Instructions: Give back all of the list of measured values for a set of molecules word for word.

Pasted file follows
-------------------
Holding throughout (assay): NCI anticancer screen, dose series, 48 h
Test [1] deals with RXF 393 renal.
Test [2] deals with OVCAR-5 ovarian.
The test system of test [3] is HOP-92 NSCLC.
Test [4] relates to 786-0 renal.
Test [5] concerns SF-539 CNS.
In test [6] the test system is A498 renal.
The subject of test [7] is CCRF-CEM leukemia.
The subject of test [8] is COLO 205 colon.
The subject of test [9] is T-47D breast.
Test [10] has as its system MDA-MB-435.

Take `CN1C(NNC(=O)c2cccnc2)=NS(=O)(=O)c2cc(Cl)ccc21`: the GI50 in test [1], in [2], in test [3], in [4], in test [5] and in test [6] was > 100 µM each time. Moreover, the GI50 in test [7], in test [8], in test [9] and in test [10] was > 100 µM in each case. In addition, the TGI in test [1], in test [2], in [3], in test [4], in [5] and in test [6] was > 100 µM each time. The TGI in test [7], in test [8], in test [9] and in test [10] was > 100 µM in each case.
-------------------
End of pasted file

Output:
Holding throughout (assay): NCI anticancer screen, dose series, 48 h
Test [1] deals with RXF 393 renal.
Test [2] deals with OVCAR-5 ovarian.
The test system of test [3] is HOP-92 NSCLC.
Test [4] relates to 786-0 renal.
Test [5] concerns SF-539 CNS.
In test [6] the test system is A498 renal.
The subject of test [7] is CCRF-CEM leukemia.
The subject of test [8] is COLO 205 colon.
The subject of test [9] is T-47D breast.
Test [10] has as its system MDA-MB-435.

Take `CN1C(NNC(=O)c2cccnc2)=NS(=O)(=O)c2cc(Cl)ccc21`: the GI50 in test [1], in [2], in test [3], in [4], in test [5] and in test [6] was > 100 µM each time. Moreover, the GI50 in test [7], in test [8], in test [9] and in test [10] was > 100 µM in each case. In addition, the TGI in test [1], in test [2], in [3], in test [4], in [5] and in test [6] was > 100 µM each time. The TGI in test [7], in test [8], in test [9] and in test [10] was > 100 µM in each case.